Kevin Smith makes peace with the Internet - Metro US

Kevin Smith makes peace with the Internet

Kevin Smith at the Alamo Drafthouse on September 18, 2014 in Austin, Texas. Kevin Smith at the Alamo Drafthouse on September 18, 2014 in Austin, Texas.

I was thinking about Ain’t It Cool News and Harry Knowles last night, wondering if anyone from Ain’t It Cool had reviewed my new movie yet. In the beginning, Harry was by himself, but now Harry has kind of created an industry. Nobody replaced Harry Knowles; an entire industry was built on the back of a guy who was just like, “I’m going to write about s— that I love, I’m going to write about movie scoops that people send me.” And now there’s a whole field of journalism that’s exactly like that. And thank God for it because that’s the only reason I have a career.

My whole career is predicated on the Internet. Even though “Clerks” was a theatrical release, 1995 was the first time I jumped online, and the tail end of ’95 was when we built the View Askew website, and that’s when I got to build an audience. In the beginning when I got online, it was me and Peter Jackson. And then he got offline and got very successful, and I stayed online. But I have had an absolute f—ing ball.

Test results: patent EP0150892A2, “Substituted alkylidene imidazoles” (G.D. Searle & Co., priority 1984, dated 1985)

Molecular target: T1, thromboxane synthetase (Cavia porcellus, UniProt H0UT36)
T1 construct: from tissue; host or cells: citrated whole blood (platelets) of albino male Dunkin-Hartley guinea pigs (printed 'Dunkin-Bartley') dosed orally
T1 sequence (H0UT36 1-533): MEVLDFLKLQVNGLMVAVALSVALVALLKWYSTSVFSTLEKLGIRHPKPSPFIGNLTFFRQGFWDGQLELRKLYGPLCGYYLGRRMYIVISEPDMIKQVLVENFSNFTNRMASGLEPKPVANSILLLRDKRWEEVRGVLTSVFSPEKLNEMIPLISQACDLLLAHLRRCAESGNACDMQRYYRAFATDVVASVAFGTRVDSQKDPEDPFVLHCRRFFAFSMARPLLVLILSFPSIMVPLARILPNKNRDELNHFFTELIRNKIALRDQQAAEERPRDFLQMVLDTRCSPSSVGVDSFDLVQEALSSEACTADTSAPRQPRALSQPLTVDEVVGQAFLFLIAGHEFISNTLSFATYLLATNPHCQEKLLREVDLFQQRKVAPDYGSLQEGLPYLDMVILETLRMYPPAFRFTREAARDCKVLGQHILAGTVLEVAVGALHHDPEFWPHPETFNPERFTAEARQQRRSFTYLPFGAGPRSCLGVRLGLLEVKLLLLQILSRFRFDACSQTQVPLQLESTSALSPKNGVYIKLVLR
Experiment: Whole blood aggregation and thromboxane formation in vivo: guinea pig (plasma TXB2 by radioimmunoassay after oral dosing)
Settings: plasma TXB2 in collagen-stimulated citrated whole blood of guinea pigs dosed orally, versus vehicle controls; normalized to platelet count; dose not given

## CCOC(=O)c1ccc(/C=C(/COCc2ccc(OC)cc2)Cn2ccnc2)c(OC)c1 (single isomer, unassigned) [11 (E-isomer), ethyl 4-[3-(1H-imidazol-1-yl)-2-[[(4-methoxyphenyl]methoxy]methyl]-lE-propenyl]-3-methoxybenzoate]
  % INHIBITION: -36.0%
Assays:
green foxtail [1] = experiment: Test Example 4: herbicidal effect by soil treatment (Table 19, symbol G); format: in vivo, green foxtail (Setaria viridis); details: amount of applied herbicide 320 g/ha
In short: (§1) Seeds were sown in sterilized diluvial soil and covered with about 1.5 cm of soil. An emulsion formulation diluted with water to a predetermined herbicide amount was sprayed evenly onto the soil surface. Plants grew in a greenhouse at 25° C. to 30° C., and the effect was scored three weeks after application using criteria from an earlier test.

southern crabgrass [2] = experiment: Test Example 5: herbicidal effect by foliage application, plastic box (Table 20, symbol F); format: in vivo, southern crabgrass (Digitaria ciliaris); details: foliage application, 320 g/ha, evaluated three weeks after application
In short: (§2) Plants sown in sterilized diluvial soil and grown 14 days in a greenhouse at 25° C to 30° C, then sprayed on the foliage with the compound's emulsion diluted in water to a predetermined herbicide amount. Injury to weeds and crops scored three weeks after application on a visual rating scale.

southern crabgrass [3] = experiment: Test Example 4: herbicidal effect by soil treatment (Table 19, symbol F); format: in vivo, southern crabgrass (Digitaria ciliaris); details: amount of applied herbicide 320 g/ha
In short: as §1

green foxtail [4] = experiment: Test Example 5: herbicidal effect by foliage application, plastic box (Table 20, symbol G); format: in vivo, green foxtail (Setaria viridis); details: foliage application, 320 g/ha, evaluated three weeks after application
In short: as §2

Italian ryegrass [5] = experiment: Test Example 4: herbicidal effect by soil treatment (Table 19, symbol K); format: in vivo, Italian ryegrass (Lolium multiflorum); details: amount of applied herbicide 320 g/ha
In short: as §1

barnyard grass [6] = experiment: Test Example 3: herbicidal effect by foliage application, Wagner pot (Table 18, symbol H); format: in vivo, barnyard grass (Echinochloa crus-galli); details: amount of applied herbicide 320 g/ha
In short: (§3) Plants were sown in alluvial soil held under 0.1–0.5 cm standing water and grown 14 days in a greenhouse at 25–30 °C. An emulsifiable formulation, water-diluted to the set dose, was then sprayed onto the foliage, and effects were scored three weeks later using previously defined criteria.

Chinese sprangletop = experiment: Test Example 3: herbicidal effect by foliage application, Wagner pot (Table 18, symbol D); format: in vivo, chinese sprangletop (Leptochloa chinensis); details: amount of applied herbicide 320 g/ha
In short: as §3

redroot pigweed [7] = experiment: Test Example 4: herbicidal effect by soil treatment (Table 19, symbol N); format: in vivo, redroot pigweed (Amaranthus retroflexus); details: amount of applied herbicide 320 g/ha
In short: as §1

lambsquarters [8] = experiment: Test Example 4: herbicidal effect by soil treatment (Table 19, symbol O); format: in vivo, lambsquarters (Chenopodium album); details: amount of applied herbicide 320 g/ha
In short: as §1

And the Internet has given me everything. When you think about it with regard to “Tusk,” everything about this movie is predicated on the Internet. So for me, the Internet’s been nothing but positive. Now, with every good thing there comes sometimes a dark lining. Yes, the Internet is also a horrible place where people can say the worst things in the world about you — not just you, they’ll attack your wife, your kid, anything to make a f—ing mark. You can bitch about things or you can be change. You can sit there going, “The Internet’s a f—ing wasteland of hate” or you can be like, “Well, I’m going to make it not a wasteland of hate.”

It’s tough to remember a time pre-Internet at this point. But that world of Internet journalism? I predate it and so I was there for the beginning. I’ve watched it go from, “We like Kevin Smith!” to “Go f— yourself, Kevin Smith!” And this weekend it seems to be turning back to, “Hey, look at him. Who knew?” I’ll take it.

I remember Ben Affleck getting up and taking the Oscar for “Argo,” and he was going, “You can’t hold grudges, you’ve got to look forward, never get mad at anybody.” And I remember thinking, “Speak for yourself.” But I’ll be honest with you, now I’ve got no grudges against anybody, about anything anybody’s ever said about me on the Internet — or even currently, if there are people like, “F— this movie,” I love it. The Internet is like anything in life, it runs the gamut. You can go find the negativity, or you can avoid it and just go look at kittens.

Follow Ned Ehrbar on Twitter: @nedrick

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